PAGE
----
Sunday

22nd Oct 2017

Greece passes austerity bill despite clashes

  • Syntagma square was again the scene of violence between protesters and riot police (Photo: S.J.Borne)

The Greek Parliament early Thursday (8 November) narrowly adopted an austerity package needed to unlock the next bailout tranche, despite a general strike and violent clashes with riot police.

On the eve of the vote, over 100,000 people took to the streets in the Greek capital, with Syntagma square again the scene of violent clashes with riot police.

Thank you for reading EUobserver!

Subscribe now for a 30 day free trial.

  1. €150 per year
  2. or €15 per month
  3. Cancel anytime

EUobserver is an independent, not-for-profit news organization that publishes daily news reports, analysis, and investigations from Brussels and the EU member states. We are an indispensable news source for anyone who wants to know what is going on in the EU.

We are mainly funded by advertising and subscription revenues. As advertising revenues are falling fast, we depend on subscription revenues to support our journalism.

For group, corporate or student subscriptions, please contact us. See also our full Terms of Use.

If you already have an account click here to login.

Inside the Parliament, the mood was also fraught. At one point, finance minister Yannis Stournaras had to promise not to cut Parliament's staff wages as they threatened to leave the building and boycott the session.

The €13.5 billion worth of spending cuts and labour market reforms for the next two years are a precondition for Greece to receive the next tranche of bailout money, delayed since June.

During the debate, Prime Minister Antonis Samaras acknowledged that some of the pension and wage cuts were "unfair" and there was "no point in dressing this up as something else." But without them, Greece would face bankruptcy and "catastrophe" by mid-November, he said.

The bill was passed with 153 out of the parliament's 300 votes. Several coalition MPs abstained or voted against it. Seven of them were promptly expelled from their parties after voting no.

The thin majority will face another test on Sunday, when the amended 2013 budget has to be passed. This is also a precondition for the €31.5 billion tranche, which could be then approved by eurozone finance ministers meeting on Monday.

But in the German Parliament, which still has to approve every bailout tranche to Greece, there is scepticism that the disbursement could be made so quickly. "The troika report is not out yet, so we could not give a mandate to our finance minister to approve the bailout tranche on Monday," a parliamentary source told this website.

The troika - comprising the European Commission, the European Central Bank and the International Monetary Fund - is still holding back on its report pending the votes in Greece. The three institutions also disagree on how to keep Greece within the bailout's deficit and debt projections which are worsening due to delays, recession and mass unemployment.

The IMF is pressing for its EU partners to accept losses on their Greek bonds, but the ECB is against this as it would run counter to its ban on direct help to governments. Eurozone governments, meanwhile, do not want to give more money to Greece, already subject to two bailouts.

One idea is to front-load all the bailout money available this year and in 2013, and then return to a decision in the autumn of next year, after German general elections take place.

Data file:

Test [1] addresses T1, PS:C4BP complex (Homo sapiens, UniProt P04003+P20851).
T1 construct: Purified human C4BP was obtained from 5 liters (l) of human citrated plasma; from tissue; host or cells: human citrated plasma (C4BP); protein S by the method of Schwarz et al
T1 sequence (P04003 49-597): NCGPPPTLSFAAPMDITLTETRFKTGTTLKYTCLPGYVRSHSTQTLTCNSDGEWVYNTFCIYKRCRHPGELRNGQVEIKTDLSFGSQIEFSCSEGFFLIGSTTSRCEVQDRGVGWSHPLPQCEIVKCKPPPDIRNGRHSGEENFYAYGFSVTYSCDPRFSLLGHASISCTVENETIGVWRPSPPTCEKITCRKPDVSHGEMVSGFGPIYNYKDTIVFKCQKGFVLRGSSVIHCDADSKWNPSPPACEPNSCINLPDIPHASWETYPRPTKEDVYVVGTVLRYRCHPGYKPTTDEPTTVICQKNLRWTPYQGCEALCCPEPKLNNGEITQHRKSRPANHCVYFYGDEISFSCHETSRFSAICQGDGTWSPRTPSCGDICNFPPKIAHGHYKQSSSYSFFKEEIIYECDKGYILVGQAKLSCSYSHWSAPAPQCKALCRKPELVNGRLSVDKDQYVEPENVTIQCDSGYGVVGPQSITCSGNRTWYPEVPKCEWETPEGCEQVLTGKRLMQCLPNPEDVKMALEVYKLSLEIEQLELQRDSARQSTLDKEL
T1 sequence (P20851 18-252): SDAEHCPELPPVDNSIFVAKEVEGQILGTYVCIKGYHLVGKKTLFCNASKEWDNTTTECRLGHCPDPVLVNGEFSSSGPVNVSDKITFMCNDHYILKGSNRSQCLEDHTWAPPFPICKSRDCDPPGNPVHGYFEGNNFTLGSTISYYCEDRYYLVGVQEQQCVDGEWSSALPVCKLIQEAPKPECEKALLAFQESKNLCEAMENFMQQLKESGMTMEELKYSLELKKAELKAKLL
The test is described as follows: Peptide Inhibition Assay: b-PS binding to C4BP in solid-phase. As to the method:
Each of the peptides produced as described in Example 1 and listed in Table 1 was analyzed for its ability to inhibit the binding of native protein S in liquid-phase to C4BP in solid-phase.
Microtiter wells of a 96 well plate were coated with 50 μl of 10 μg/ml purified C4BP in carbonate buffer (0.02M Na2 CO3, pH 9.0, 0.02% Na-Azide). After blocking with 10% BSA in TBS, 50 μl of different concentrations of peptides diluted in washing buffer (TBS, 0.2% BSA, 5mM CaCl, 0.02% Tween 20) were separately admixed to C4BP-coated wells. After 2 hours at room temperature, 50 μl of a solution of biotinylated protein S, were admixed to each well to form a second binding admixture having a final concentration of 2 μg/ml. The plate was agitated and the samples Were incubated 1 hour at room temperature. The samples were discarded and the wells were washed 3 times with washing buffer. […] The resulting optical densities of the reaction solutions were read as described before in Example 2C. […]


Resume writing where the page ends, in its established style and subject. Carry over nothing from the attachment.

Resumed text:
Macron puts trade policy on summit table

France's president wants a "political discussion" on EU trade policies at Thursday's summit, amid domestic concerns over Canada and South America deals. But his colleagues are likely to avoid a lengthy debate.

News in Brief

  1. Rajoy to trigger Article 155 on Saturday in Catalan crisis
  2. EU conducts unannounced inspection of German car firm
  3. Lithuania calls for new EU energy laws
  4. EU leaders aim for December for defence cooperation
  5. Juncker says hands tied on Russia pipeline
  6. Czechs set to elect billionaire Andrej Babis
  7. Italian regions hold referendums on more autonomy
  8. EU leaders refuse to mediate Catalonia conflict

Stakeholders' Highlights

  1. Mission of China to the EUPresident Xi Jinping Proposes Stronger Global Security Governance at Interpol Assembly
  2. European Friends of ArmeniaEU Engagement Could Contribute to Lasting Peace in Nagorno-Karabakh
  3. UNICEFViolence in Myanmar Driving 12,000 Rohingya Refugee Children Into Bangladesh Every Week
  4. European Jewish CongressBulgaria Applauded for Adopting the Working Definition of Antisemitism
  5. EU2017EENorth Korea Leaves Europe No Choice, Says Estonian Foreign Minister Sven Mikser
  6. Mission of China to the EUZhang Ming Appointed New Ambassador of the Mission of China to the EU
  7. International Partnership for Human RightsEU Should Seek Concrete Commitments From Azerbaijan at Human Rights Dialogue
  8. European Jewish CongressEJC Calls for New Austrian Government to Exclude Extremist Freedom Party
  9. CES - Silicones EuropeIn Healthcare, Silicones Are the Frontrunner. And That's a Good Thing!
  10. EU2017EEEuropean Space Week 2017 in Tallinn from November 3-9. Register Now!
  11. European Entrepreneurs CEA-PMEMobiliseSME Exchange Programme Open Doors for 400 Companies Across Europe
  12. CECEE-Privacy Regulation – Hands off M2M Communication!

Latest News

  1. The mysterious German behind Orban's Russian deals
  2. Mogherini urged to do more on Russian propaganda
  3. Turkey funding cuts signal EU mood shift
  4. Posted workers top EU agenda This Week
  5. Leaders lobby to host EU agencies at summit's margins
  6. Legal tweak could extend EU control on Russia pipeline
  7. Ukraine language law does not harm minorities
  8. EU begins preparations for Brexit trade talks